DİYARBAKIR – Anadolu Agency
A church discovered in Diyarbakır’s Zerzevan Castle is considered by some to be the first church of the Romans, who converted to Christianity from polytheistic religions
Excavations in the historic Zerzevan Castle in the eastern province of Diyarbakır’s Çınar district have unearthed the first church of Roman Christians beneath the fortress.
“We have determined that it was an underground church or underground sanctuary,” said Dicle University Archaeology Department Professor Aytaç Coşkun. “The church may be the first sanctuary that was discovered after the transition from the polytheistic religions to Christianity. The early Romans prayed here after they became Christian.”
The castle served as a military base during the Roman era and works that started last year there have been continuing with a team of 60 people.
The castle in the Demirölçek neighborhood, 13 kilometers from the city center, boasts the remnants of 12-meter-high and 1,200-meter-long city walls, a 22-meter-high observation tower, church, palace, residence, rock tombs, baths, granaries and armories, as well as 54 water cisterns.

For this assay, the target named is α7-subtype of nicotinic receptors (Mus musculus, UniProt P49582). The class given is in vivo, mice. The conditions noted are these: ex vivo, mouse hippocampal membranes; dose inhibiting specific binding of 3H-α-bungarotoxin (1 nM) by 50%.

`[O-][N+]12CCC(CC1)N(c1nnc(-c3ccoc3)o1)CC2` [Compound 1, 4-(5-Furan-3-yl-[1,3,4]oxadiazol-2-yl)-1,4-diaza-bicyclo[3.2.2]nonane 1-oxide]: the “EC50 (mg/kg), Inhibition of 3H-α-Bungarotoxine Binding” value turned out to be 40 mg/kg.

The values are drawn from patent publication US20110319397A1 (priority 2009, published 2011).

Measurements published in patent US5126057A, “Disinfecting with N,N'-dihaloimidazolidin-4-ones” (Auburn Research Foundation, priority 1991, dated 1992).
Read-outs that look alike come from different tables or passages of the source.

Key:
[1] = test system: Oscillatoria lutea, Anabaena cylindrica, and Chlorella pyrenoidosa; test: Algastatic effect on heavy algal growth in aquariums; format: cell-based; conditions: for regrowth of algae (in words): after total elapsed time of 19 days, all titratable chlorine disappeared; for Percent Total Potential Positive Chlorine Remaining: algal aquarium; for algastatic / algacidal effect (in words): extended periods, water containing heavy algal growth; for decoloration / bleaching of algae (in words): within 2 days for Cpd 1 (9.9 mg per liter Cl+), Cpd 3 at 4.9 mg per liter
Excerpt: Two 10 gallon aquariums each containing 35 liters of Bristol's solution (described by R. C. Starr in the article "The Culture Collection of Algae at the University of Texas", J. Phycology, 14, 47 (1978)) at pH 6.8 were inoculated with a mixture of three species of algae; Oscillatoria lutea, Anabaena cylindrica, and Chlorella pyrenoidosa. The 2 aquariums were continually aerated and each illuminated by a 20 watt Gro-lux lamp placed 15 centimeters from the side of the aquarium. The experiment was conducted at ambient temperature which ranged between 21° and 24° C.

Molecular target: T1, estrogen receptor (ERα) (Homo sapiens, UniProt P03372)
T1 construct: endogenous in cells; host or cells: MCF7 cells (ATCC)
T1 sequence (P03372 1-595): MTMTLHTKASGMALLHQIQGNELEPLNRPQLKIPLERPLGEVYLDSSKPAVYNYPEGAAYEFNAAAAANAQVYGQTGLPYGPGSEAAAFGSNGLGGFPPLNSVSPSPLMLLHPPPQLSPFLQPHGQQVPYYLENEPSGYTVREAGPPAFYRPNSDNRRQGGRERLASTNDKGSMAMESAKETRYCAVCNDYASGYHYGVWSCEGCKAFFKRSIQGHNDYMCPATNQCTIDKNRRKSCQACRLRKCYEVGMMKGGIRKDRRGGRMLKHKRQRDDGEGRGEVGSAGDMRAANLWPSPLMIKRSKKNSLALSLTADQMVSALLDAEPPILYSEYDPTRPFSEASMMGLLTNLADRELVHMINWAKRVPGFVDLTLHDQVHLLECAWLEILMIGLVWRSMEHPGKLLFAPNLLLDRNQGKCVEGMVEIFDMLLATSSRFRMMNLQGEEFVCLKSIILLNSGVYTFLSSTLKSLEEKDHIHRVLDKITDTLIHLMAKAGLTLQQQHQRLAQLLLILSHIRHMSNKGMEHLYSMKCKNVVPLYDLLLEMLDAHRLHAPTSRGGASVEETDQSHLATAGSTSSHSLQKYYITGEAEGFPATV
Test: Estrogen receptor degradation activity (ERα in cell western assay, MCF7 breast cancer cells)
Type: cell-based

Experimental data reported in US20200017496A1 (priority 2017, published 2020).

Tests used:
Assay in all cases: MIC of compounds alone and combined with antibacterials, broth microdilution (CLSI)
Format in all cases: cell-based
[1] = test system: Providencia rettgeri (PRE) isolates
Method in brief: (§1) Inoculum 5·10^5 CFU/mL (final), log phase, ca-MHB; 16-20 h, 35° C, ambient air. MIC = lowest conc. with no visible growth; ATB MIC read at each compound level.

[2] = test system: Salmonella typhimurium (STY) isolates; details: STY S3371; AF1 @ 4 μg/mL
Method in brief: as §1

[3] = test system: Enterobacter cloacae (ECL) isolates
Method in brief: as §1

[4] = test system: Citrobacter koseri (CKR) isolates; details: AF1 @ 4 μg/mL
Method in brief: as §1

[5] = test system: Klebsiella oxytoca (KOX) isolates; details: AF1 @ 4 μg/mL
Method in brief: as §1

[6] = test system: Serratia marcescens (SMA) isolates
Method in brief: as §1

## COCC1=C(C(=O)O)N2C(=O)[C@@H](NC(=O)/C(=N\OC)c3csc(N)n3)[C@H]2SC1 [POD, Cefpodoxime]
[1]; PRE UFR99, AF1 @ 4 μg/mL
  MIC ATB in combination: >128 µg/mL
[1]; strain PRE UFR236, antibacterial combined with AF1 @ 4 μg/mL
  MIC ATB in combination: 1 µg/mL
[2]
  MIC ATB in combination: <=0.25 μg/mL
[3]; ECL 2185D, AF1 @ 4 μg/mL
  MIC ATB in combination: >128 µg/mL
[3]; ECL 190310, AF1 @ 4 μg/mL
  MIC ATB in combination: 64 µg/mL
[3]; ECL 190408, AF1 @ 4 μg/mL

Coşkun said the Zerzevan Castle was considered the “Roman Headquarters” as it had been a military base in the Roman era.
Soldiers used to live in the facility with their families, Coşkun said, adding that they had found jewelry belonging to family members and other traces of civil life.
“The castle is positioned on a strategic spot between the ancient Dara and Amida [Diyarbakır]. This is why it met the army before the city did. It is known that big battles occurred here,” he said.
He said they estimated that the castle was home to 1,000 people including civilians and soldiers, and that its field had been used until the arrival of Islamic armies in 639 A.D. Underground church or underground sanctuary
Coşkun said they had discovered Aramaic writing on the walls of the sanctuary and had invited a specialist to decipherer the writing.
There are also crosses inscribed into some sections of the sanctuary, the professor said. “They built the baptismal font in the main rock. It is pretty big. As the number of Christians increased, they built this church. The bigger church, where soldiers and civilians prayed, was built some 150 years after this sanctuary.”
The excavations, carried out in collaboration with the Culture and Tourism Ministry, Diyarbakır
Governor’s Office and Dicle University, are expected to last 30 years.